After all, THAT would at least have explained better why Neo was able to sense the damn squidbots and blow them up.

Seems pretty clear to me why Neo could sense & blow up the squidbots: they're part of the machine network, connected to some master system ("the source") that activated when he visited the architect.

Comment: Has Problems != Broken (Score 1) 757

by weston (#34983966) Attached to: America Losing Its Edge In Innovation

The entire public education structure is broken

Not really. And I say this as a former would-be teacher who bailed because of weaknesses in the system, and of course, as a grown-up student who can now see many flaws in my the education I received.

On the other hand, of course, I actually got a pretty great public education, at the end of which I knew basic Calculus, electronic circuits, Pascal & C, how to use UNIX, basic writing and argument skills, an appreciation for poetry and literature, a little bit about the Spanish language, and college credit for a lot of this (never had to take freshman comp, general biology, american history, and I also had two semesters of Computer Science down). I can come up with examples of holes in my education too, but honestly, with a bit of better counseling from somebody or a better internal compass, I could have *easily* gotten a lot more out of the whole thing -- there was simply a lot stuff on the table that I just left there. All from a state (Utah) that tends to lag in per pupil spending.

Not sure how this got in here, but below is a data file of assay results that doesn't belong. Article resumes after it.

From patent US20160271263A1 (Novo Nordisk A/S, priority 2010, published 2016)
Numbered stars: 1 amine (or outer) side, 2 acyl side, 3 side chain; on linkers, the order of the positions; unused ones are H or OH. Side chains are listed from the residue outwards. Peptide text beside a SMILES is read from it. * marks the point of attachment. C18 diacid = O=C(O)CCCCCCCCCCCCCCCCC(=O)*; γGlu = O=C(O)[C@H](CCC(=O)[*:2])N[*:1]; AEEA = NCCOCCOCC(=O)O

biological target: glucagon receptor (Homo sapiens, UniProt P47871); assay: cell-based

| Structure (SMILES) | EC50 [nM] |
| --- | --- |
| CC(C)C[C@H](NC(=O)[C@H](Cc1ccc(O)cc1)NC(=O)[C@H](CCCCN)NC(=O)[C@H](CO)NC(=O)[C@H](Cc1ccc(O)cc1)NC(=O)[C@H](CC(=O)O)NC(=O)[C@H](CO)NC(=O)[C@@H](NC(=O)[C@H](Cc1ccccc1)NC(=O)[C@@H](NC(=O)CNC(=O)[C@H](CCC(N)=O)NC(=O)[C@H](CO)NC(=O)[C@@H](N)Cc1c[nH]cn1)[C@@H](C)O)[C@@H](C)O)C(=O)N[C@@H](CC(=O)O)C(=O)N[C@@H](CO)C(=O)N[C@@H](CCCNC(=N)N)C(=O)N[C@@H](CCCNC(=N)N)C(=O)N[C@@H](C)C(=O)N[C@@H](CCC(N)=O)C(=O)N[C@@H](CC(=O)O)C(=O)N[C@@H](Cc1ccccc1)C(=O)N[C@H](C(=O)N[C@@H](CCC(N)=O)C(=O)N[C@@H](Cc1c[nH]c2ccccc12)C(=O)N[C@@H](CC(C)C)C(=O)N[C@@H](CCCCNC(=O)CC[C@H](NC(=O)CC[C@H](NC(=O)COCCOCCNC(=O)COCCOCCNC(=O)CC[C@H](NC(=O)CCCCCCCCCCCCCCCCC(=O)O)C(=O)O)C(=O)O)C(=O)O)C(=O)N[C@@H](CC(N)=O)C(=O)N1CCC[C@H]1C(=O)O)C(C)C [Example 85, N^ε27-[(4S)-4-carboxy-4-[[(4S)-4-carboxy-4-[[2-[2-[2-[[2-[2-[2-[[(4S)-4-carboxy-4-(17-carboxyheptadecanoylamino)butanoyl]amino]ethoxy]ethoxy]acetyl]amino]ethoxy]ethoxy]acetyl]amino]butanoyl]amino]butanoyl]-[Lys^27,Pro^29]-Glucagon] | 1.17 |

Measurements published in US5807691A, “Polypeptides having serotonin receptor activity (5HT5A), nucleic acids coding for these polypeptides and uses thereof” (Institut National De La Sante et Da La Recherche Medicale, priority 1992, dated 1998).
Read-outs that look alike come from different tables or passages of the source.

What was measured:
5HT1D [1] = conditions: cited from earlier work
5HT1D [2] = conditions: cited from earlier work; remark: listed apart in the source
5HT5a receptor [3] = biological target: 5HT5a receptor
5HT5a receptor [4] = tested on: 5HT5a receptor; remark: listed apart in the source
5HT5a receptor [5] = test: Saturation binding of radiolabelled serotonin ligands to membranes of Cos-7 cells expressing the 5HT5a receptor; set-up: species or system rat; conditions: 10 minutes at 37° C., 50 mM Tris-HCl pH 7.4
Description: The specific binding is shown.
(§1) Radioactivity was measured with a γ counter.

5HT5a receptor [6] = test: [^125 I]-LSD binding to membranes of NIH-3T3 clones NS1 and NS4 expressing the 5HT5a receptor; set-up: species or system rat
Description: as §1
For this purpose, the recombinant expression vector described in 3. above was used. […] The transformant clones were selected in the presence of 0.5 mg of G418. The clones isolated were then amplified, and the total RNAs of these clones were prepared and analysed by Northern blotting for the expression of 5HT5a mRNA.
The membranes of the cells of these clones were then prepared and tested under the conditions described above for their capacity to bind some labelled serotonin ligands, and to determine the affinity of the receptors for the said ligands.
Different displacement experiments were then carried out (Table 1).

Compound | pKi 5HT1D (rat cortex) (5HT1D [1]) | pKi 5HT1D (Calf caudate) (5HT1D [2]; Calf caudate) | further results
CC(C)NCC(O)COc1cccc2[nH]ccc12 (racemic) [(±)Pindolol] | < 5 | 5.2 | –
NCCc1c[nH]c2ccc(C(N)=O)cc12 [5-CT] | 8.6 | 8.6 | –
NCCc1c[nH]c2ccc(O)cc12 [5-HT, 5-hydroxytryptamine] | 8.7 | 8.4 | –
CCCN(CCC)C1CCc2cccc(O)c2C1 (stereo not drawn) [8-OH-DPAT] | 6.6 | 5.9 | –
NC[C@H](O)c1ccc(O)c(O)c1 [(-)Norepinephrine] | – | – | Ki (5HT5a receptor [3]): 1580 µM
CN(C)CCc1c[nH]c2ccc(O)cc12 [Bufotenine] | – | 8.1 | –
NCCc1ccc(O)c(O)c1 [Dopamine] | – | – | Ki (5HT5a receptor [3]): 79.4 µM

The school I did my student teaching had at least that much to offer. Problems, yes, not necessarily the apogee, but pretty good.

Yes, of course there are districts and schools and individuals out there in deeper trouble than I'm describing... enough that reform is a worthy problem. But this idea that it's all broken top to bottom seems fishy to me, and I think it's driven more by a subtle antipathy than actual analysis.

A HS teacher should have at least an MS in the field they teach and not in education.

Credentialism isn't going to save us from any of our current problems. In fact, we probably need less of it: slightly lower barriers to getting into the profession, better evaluation of those already involved.